Eight Days of Gdansk, November 4: Grodziskie, Baltic Porter and a little bit about beer in Poland.


The first beer I ever drank in Poland was a lager in 1987 at a mysterious joint in Warsaw, located purely by accident, which defied all efforts to find a second time.

It was hot and humid, in the middle of the afternoon. I remember cutting through a neighborhood to get to the hotel, but at some point I heard male voices — and more importantly, the clink of glasses touching.

It was a pub of some sort. All I could fathom with any degree of certainty was that there was a building shaded by street trees, filled with men dressed mostly in work clothing, though a few wore suits – and they all were throwing back golden-colored draft beers in gorgeous fat mugs.

I was more thirsty than intimidated, and it was clear that Poles liked Americans. Entering the front door, I saw a serving counter and walked straight to it. No English was spoken, but a transaction was negotiated … once, and then a second time. I’d like to report that something novel and revealing came of it.

Nothing did, but at the same time, no one hassled me. I drank my beers in peace just like everyone else, and quickly found the hotel.

Actually I was missing out on more than just this neighborhood watering hole’s street address, although this fact wasn’t apparent at the time. What I was missing was Grodziskie: “The Polish Smoked Wheat Beer That Nearly Went Extinct.”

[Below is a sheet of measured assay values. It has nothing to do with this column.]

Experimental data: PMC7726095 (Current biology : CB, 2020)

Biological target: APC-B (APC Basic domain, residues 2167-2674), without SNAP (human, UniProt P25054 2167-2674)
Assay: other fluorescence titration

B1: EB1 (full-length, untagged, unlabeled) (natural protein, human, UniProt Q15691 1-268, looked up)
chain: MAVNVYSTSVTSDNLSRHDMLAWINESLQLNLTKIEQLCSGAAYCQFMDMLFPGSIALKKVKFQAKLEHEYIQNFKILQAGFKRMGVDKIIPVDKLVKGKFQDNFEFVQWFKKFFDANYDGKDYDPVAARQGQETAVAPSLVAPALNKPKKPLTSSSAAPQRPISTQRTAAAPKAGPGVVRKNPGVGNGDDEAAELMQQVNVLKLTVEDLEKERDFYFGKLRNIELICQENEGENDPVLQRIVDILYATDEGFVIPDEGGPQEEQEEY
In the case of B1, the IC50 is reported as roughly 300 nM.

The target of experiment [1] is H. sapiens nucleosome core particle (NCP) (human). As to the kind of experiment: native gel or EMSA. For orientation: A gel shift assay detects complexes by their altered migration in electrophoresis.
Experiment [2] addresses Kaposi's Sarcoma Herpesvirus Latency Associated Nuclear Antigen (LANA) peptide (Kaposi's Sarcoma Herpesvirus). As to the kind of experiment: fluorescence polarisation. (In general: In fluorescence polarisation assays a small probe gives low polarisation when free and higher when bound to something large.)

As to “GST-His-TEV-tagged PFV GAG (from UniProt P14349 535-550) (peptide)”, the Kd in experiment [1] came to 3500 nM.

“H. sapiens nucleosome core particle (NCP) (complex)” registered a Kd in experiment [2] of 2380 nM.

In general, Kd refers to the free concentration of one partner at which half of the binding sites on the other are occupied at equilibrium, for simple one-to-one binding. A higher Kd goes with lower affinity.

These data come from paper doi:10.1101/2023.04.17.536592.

A 1914 description in ‘Bierbrauerei’ by M. Krandauer, posted by Ron Pattinson, gives a pretty good overall idea of the brewing process and what could be expected in a Grätzer of the time.

“3. Grätzer Bier, a rough, bitter beer, brewed from 100% wheat malt with intense smoke and hop flavor. The green malt undergoes smoking during virtually the whole drying process, is highly dried and has a strong aroma in addition to the smoked flavour. An infusion mash is employed. Hopping rate: for 1 Zentner of malt, 3 kg hops. Gravity just 7o [Balling]. Fermentation is carried out in tuns at a temperature of 15 to 20oC. Since the beer in the tun, as a result of the expulsion of great quantities protein and resin, doesn’t break, it is mixed with isinglass and pumped into barrels. After two or three days it is completely clear and ready to be filled into delivery casks or bottles with the addition of 2 to 5% Krausen.”

(Note: Zentner is equal to 50kg or about 110 pounds)

The mere sight of the words “oak-smoked” conjures a visit from Pavlov’s mutt. Back in 2012, the brew team at NABC took a stab at it.

Grätzer/Grodziskie … oak-smoked wheat session ale, coming soon to NABC.

David Pierce, NABC’s Director of Brewing Operations clues us into a new NABC small batch brew:

Ben Minton will be brewing another new historical re-creation session beer this week. We recently acquired a small quantity of oak (eiche) smoked wheat malt for this beer. The beer will be 100% wheat, something we’ve never done here, and it will be a very hard beer to brew. If you see Ben pulling out his hair, this is why.

Here is an overview of the style.